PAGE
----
Faculty of Medicine of Universitas Gadjah Mada is developing a teaching curriculum for Disaster Management that will be provided for undergraduate programs (S1) students. This curriculum development is expected to address the problem of health care during disasters. The reason for this is that up to this time there is problem of coordination in disaster management that has to be faced by community and stakeholders.
"The current disaster management is only reactive while it has not adopted a scientific approach," said Disaster Management Coordinator from the Faculty, Dr. Hendro Wartatmo, on the sidelines of a scientific exhibition UGM Faculty of Medicine’s Experience in Various Disasters and Disaster Curriculum in Medical Education in Undergraduate Program in the Faculty, Tuesday (29/11).
Hendro added the government currently appointed two universities to develop disaster curriculum. In addition to UGM, Syah Kuala University in Aceh has been selected to develop the concept of disaster management. Through the development of disaster management curriculum, it is expected that disaster management can be conducted comprehensively, because our human resources are quite good, we just need more instruments," he explained.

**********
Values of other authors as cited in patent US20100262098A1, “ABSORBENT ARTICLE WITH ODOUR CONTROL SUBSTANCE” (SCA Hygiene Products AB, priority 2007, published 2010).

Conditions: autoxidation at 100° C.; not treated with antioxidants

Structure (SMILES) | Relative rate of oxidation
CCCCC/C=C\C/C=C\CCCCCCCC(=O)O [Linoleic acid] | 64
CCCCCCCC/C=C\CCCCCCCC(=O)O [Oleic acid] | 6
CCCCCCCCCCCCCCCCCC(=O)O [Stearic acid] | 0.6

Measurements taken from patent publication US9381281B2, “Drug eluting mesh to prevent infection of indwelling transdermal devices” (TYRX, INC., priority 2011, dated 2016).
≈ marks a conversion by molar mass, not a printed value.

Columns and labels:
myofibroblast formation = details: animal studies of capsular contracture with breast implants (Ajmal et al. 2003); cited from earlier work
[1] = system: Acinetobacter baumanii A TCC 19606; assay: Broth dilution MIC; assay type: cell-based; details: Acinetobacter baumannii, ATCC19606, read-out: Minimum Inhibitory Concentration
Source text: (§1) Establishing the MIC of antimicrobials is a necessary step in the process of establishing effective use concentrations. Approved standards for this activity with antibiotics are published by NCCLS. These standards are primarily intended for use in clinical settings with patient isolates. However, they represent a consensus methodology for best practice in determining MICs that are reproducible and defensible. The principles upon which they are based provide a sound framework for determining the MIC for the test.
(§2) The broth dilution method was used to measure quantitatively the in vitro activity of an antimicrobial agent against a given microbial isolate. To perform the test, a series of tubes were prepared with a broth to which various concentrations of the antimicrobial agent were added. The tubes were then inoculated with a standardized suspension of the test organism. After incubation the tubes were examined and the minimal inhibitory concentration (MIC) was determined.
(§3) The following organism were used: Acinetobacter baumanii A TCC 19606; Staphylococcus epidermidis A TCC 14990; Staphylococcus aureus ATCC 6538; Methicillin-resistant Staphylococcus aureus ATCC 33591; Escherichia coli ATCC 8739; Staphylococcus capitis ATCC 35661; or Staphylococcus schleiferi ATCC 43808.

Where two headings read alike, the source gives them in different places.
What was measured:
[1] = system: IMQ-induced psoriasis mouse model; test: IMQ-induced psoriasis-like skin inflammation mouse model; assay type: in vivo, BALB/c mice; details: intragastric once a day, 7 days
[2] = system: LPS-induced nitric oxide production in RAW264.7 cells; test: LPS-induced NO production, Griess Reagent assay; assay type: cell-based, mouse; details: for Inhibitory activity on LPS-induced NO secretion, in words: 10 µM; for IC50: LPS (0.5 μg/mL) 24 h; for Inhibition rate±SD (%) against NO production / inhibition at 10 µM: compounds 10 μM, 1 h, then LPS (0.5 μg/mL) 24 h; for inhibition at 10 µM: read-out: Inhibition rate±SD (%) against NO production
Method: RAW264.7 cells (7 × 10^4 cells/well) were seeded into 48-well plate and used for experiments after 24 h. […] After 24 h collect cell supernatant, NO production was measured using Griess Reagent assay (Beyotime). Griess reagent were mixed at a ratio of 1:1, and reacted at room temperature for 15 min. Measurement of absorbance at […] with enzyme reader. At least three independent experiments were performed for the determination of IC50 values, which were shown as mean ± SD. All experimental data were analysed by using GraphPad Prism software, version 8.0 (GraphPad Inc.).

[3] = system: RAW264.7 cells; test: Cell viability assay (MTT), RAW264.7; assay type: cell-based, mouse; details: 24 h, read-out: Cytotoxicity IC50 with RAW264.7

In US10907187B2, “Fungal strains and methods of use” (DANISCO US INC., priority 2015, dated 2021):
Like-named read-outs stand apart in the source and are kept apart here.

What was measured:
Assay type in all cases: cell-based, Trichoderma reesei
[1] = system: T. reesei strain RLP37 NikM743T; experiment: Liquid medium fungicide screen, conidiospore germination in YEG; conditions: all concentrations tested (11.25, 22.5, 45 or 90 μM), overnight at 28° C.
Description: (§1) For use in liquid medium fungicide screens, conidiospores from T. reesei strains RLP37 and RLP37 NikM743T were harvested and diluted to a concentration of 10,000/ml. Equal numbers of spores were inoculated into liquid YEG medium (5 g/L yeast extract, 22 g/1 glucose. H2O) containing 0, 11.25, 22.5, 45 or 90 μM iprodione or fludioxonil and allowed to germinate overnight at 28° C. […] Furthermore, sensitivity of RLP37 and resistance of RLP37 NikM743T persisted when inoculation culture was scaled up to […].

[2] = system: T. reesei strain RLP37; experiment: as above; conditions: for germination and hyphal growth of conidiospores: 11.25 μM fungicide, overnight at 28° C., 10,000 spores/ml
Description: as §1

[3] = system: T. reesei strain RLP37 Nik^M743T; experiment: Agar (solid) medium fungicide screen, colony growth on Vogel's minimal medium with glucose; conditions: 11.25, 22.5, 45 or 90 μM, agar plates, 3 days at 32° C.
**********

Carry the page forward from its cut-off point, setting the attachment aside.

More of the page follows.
Professor of Health Services Management, Prof. Dr. Laksono Trisnantoro, MSc. PhD., said disaster management curriculum development had been conducted since the devastating earthquake and tsunami in Aceh in 2005. The experience of disaster management conducted in various regions was later developed into researches and training materials in a number of hospitals and health authorities.
"As an educational institution, the Faculty actively deals with disasters in various regions, such as Aceh, Nias, Yogyakarta, and others. All research results and experience are developed into a disaster management curriculum," he said.
Vice Dean for Student Affairs, Alumni, Business and Welfare, Prof. Dr. dr. Suhardjo, Sp.M (K)., said that the experience in dealing with the disasters in Aceh, Padang and Yogyakarta could be developed into a knowledge for further studies. "The disaster science can be our equipment to anticipate the disaster from the beginning," he concluded.